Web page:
Since then, he has followed on the same path with a string of hits with ditties such as America America, the People Want Peace and I Hate Terrorism - all sung to more or less the same tune as his original hit.
Iraq's poetic tradition
These days, though, Cairenes, looking for something other than Abdel Rahim's crass commercialisation of Iraqi-themed culture, are turning to what Iraq does best: poetry.
"Poetry...dies in Egypt"
If Egyptians are known for having the best music and cinema in the Arab world, Iraqis are the undisputed masters of the Arabic verse. Their poetic tradition stretches from the days of the Abbasid Caliphate in the 8th and 10th centuries to the 1950s, when Baghdad experienced a literary renaissance that spawned some of the best in modern Arabic poetry.
"Poetry is born in Iraq, is appreciated in Syria and dies in Egypt," goes an uncharitable Iraqi saying.
Earlier in April, Cairo's cutting-edge Hanager Theatre - usually the rarified stage of experimental plays and Arabic renditions of absurdist classics by the likes of Samuel Beckett and Eugene Ionesco - was packed with poetry-lovers for an emotional evening of Iraqi poetry.
The works of great Baghdad poets like Abdel Wahab Al Bayati were read out to a rapt audience and exiled Iraqi poet Abdel Rahman Al Abnoudi read out his own ode to the city.
Elsewhere, a posh gallery showed an exhibition by Amr Nabil, a photographer for the Associated Press who has worked in Iraq. The show was entitled Baghdad: Before the Bombs Fall.
These events were exceptions, though.
Almost immediately after the beginning of the war, the Ministry of Culture announced that many cultural events would be cancelled. Some were foreign acts that did not want to travel in the region during the war.
But the vast majority of cancellations came after the implementation of strict security measures in the wake of daily demonstrations in the Egyptian capital.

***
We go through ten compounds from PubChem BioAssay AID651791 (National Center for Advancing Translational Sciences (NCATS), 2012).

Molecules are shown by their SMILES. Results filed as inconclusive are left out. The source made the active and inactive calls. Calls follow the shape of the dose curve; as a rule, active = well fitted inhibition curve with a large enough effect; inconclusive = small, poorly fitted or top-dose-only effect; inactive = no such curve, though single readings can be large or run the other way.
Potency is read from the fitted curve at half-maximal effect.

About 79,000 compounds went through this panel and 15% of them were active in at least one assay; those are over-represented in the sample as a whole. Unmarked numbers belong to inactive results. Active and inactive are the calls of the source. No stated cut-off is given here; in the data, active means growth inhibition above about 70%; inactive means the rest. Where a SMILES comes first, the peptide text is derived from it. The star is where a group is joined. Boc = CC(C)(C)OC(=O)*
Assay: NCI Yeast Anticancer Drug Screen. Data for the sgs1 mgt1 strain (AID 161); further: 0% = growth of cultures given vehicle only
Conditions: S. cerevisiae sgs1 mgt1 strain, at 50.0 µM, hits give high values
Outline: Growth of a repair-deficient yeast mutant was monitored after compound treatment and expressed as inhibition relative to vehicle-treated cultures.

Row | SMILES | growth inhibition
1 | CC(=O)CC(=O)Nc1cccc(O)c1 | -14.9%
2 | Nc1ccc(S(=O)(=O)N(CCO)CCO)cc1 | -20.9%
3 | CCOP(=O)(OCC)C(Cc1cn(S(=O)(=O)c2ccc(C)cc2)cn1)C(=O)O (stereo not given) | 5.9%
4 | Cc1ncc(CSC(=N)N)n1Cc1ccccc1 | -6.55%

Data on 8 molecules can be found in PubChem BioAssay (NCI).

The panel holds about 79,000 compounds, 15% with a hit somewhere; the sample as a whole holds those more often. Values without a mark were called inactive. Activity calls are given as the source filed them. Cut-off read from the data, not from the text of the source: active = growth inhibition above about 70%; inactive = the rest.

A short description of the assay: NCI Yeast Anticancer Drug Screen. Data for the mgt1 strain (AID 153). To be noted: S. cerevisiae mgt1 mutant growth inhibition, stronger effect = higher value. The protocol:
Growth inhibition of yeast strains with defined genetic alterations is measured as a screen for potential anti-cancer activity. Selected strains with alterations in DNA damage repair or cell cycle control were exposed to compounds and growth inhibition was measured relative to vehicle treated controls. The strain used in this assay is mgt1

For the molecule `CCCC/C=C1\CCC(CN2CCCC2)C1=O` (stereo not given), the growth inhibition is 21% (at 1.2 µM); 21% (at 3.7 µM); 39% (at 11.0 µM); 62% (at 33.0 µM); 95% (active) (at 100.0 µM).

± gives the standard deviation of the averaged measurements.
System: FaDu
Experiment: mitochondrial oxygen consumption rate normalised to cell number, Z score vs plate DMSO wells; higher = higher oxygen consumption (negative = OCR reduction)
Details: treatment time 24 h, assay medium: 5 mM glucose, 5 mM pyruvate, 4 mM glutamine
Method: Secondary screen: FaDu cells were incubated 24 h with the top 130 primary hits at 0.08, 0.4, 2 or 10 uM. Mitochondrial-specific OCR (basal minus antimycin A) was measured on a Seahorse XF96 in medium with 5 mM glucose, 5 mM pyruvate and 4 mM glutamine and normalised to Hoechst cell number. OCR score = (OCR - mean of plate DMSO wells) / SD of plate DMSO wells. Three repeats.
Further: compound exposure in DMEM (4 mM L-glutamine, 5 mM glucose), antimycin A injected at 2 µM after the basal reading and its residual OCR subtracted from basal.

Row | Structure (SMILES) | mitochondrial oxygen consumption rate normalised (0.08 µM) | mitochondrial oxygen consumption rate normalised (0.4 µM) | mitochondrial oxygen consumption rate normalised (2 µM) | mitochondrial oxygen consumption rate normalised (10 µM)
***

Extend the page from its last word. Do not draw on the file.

Venues such as Beit Harawi, a restored 18th century mansion in Cairo's medieval district that regularly hosts music, dance and storytelling shows, was closed because of its proximity to Al Azhar mosque, where occasionally violent demonstrations have taken place every Friday since the beginning of the war.
Cairo cancelled many cultural
events at the start of war in Iraq
The government, nervous about a level of street activism unseen in a generation, clamped down on any public activities, political or cultural.
Even a peaceful sit-in organised by the Actor's Syndicate in the first week of April was a source of anguish for security forces. The event, which featured some 50 actors, singers and guest-starred exiled Iraqi crooner Kazem Al Saher, was surrounded by over 150 black-clad riot control police.
During the sit-in, Al Saher - one of the Arab world's most critically appraised singers - expressed concern for his family in Iraq, from whom he hasn't heard in days.
Like many Iraqi artists, he has been unable to return to Saddam Hussein's Iraq for years and often sings of the pain of exile in his songs. That is a trait he shares with the poet Al Bayati, who died in Damascus in 1999 leaving these words behind:
On the last day,
I kissed my sheikh’s tomb
And said so long,
Baghdad is no longer
But a graveyard for the beloved
And a love poem that I lost.